The McMaster Museum of Art officially opened in its current location on June 11, 1994. The Museum houses McMaster University’s permanent collection of more than 6000 objects that encompass the history of art from the late 15th to the 21st century, and coins and antiquities from Mediterranean cultures and China.
It is recognized internationally for its specialist collection of early twentieth-century German prints and outstanding European paintings, drawings and prints, including a donation by Hamilton businessman Dr. Herman Herzog Levy O.B.E. of his own private collection. There are also significant holdings of Cape Dorset prints, sculptures and artifacts as well as a finely focussed collection of historical and contemporary Canadian art.
McMaster’s Art Collection dates back to the University’s earliest history, when it was situated in the present Royal Conservatory of Music building on Bloor Street in Toronto. With the University’s relocation to Hamilton in 1930, the place and status of art enjoyed a radical increase in emphasis.
During the 1960s and 1970s several McMaster faculty members contributed to the formulation of a coherent permanent collection at the University. As a result of their efforts, European prints and Canadian art were regularly added to the collection and their teaching philosophy, which valued the direct experience of original works of art,was embraced by the University. The first dedicated space for a gallery at McMaster University opened in 1967 and was administered by the Department of Art and Art History. Its opening coincided with the opening of the new Arts II Building (Togo Salmon Hall) and Fine Art studios.
In 1985 the special function of an art collection within the overall goals of the University was acknowledged at which time the McMaster University Art Gallery became an independent unit within the Faculty of Humanities. Late in 1988 the building of an appropriate facility became a priority within the University’s master plan and planning and program development was initiated. Subsequent to this, the Gallery became an autonomous unit within the University governed by the Administrative Board made up of University and community representatives.
Central to the transformation of the McMaster University Art Gallery to the McMaster Museum of Art has been a concerted effort focussed on collections development and education. It was decided that the University’s art collection should stress quality and the formal, stylistic and historical relationships among specific works and that the collection would be built selectively and with purpose. Acquisitions policies emphasize the relationship between the teaching of art, art history and other subject areas (especially within the Humanities) as well as broader concerns such as learning, research and public enjoyment. Within this context, three areas have been singled out for development — Canadian art, early 20th century German Expressionist art and modern and contemporary European art — and is directed by the Museum’s Acquisitions Committee.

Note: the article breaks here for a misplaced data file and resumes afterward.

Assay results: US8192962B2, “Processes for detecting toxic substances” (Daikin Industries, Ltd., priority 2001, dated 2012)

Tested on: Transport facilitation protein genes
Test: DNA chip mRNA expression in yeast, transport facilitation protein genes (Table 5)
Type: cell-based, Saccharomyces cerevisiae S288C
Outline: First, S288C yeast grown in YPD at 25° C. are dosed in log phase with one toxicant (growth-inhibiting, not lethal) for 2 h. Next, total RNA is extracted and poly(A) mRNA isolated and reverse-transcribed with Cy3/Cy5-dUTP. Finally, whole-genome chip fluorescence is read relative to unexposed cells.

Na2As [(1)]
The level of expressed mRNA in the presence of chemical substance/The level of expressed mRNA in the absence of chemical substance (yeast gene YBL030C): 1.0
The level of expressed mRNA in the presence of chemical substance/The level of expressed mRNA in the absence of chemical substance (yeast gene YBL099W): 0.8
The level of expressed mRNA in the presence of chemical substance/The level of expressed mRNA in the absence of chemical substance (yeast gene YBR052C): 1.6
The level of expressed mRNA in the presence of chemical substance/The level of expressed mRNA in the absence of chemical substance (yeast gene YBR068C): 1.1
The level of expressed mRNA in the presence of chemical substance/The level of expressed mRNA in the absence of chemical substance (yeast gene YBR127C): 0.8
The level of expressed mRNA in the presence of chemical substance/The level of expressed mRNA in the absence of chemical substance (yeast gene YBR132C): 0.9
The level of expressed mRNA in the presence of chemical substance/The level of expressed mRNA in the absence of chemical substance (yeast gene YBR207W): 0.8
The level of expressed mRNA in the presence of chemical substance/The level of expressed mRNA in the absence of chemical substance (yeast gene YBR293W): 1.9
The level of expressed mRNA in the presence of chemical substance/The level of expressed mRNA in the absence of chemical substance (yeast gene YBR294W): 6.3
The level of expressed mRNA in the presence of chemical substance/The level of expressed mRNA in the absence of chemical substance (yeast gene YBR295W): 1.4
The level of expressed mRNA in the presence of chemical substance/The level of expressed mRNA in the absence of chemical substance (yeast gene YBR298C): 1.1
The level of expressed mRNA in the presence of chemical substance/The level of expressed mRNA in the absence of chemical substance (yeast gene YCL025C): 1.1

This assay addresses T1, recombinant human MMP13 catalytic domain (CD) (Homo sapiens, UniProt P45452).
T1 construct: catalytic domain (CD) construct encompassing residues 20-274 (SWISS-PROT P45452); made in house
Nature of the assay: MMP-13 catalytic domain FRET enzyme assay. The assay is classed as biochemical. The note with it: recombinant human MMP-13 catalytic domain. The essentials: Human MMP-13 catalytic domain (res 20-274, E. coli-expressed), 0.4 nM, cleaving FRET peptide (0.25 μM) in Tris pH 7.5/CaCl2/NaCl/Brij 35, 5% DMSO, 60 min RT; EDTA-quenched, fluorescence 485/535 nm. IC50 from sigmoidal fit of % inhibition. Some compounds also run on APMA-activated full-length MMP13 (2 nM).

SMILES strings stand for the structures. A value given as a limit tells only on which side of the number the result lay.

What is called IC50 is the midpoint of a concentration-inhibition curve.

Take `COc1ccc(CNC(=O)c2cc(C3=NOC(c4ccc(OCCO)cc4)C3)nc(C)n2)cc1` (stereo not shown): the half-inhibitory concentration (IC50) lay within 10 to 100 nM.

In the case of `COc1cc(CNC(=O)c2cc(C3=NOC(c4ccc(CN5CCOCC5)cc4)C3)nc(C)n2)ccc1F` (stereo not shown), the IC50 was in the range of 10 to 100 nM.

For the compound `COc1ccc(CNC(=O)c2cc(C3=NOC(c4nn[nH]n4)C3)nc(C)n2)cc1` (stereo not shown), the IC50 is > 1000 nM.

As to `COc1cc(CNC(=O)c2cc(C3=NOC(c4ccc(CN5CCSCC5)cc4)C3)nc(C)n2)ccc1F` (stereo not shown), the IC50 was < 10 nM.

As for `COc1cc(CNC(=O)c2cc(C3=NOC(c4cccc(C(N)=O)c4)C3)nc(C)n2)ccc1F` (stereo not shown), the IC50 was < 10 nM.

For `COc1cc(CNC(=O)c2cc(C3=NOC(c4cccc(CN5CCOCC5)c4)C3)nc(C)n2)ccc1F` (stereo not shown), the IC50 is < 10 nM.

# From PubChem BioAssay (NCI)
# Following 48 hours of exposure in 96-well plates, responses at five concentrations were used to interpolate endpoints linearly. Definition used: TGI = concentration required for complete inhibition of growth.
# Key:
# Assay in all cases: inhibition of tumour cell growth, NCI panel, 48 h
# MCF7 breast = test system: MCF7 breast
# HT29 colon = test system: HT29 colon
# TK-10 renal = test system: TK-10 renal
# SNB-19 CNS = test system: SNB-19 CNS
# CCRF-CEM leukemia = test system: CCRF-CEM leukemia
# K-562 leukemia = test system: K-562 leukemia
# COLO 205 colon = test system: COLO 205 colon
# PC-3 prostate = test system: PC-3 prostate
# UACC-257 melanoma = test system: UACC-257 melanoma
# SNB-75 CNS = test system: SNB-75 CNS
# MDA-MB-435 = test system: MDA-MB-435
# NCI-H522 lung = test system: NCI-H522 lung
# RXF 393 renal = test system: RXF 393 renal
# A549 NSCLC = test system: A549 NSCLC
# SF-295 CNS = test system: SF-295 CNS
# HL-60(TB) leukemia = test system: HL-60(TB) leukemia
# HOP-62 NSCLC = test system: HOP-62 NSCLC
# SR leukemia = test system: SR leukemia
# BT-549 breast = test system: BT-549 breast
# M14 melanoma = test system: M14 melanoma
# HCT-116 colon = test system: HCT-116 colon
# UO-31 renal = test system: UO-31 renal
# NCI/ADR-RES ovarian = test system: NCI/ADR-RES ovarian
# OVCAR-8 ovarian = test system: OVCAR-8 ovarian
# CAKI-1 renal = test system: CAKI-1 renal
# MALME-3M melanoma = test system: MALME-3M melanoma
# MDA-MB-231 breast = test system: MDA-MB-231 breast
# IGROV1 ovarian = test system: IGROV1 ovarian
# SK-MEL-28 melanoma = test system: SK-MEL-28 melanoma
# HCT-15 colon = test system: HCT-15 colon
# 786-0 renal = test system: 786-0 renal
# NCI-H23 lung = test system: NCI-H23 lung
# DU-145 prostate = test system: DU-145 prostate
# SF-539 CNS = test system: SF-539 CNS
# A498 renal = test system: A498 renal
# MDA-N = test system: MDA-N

In 1999, the University’s Board of Governors decided to name the Museum building in honour of President Emeritus Alvin A. Lee, one of the most influential supporters and champions of the University art collection. Dr. Lee’s commitment to the broad educational benefit that the experience of art can contribute to learning at a University directly contributed to the receipt of substantial gifts and the development and realization of the new Museum facility.
The McMaster Museum of Art (MMA) engages, educates and enlightens through its innovative exhibitions and public programs while preserving the integrity of its collection. The MMA is a unique meeting place for both the campus and the wider community that aims to provoke people’s understanding of the visual arts with its online and physical presence.
The McMaster Museum of Art will inspire curiosity, expand knowledge, ignite creativity, and enrich people’s lives, through an experience with visual arts.
McMaster University recognizes and acknowledges that it is located on the traditional territories of the Mississauga and Haudenosaunee nations, and within the lands protected by the “Dish With One Spoon” Wampum agreement.
Meeting/Class Rooms are available at the McMaster Museum of Art and are free for University groups. They are available only during open Museum hours.